Twenty-one students participated in the Waco trip, including six M.Div. students, one M.A.M. student and 14 D.Min. students, for whom the trip was a required part of their curriculum. Students stayed in a training center owned by Mission Waco and had a chance to hear from Mission Waco founder Jimmy Dorrell and observe him and the ministry in action. The ministry’s efforts include a grocery store, a theater, a restaurant, buildings for the youth and children, a drug rehab clinic and a homeless shelter – all under the Mission Waco umbrella.
“My goal was for the students to learn how to manage a nonprofit and to have a hands-on experience with Jimmy Dorrell,” said Hugo Magallanes, who is Associate Dean for Academic Affairs and Director of the Houston-Galveston Extension Program. “This is a person who has acquired a lot of wisdom and expertise. The students go to see the successes of the ministry but also to learn the nuts and bolts of how it’s organized and how it runs.” Dorrell presented several lectures and led activities with the group.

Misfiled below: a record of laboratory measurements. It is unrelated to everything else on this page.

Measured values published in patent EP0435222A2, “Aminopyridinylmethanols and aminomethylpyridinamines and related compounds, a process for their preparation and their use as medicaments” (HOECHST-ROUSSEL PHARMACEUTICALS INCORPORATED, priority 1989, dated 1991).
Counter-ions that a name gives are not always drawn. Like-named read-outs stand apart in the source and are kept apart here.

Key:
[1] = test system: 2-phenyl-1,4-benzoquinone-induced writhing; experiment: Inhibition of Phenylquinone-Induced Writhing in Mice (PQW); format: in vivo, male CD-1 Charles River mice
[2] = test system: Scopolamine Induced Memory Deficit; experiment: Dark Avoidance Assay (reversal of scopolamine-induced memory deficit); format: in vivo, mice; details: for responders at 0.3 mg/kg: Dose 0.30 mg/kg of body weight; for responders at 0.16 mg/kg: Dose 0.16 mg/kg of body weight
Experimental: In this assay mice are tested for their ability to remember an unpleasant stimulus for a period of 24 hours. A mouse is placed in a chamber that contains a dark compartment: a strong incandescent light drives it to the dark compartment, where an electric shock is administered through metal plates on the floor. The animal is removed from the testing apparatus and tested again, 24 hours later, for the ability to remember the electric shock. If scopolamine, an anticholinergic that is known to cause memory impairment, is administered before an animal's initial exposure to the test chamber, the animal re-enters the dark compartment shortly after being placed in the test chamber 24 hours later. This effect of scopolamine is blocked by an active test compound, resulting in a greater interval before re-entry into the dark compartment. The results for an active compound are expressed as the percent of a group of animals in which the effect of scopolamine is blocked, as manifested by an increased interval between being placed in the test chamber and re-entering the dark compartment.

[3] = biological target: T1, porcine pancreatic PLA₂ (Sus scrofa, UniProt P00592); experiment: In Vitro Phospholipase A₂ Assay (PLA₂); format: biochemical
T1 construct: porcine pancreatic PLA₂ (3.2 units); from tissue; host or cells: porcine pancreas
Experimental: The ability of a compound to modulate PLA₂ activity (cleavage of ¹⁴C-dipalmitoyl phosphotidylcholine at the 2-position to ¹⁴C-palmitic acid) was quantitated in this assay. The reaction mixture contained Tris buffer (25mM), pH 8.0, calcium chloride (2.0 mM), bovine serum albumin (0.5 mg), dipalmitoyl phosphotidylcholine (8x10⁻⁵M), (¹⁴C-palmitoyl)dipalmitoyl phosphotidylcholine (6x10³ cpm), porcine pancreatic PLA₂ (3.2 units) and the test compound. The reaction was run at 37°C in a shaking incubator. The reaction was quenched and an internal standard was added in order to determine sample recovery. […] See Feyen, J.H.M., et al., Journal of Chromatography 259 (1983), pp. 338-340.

Todd Salzwedel (M.Div. ’05) is a D.Min. student and senior pastor of First United Methodist Church in Odessa, Texas. He says he’s often preached on engaging the poor, and seen the many ways that churches try to help, with clothes closets, food pantries, life skill classes and prison ministries.
“Sometimes you wonder if you’re not helping to contribute to the issues that are perpetuating the way that people stay caught up in this cycle of poverty,” he said. “What was fascinating was that Mission Waco was not focused on ways to get clothes, food or shelter to people in need. Instead, you empower that community through economic development and education to have a role in how that community develops. It’s about empowering the people we’re seeking to serve with, not serve to.”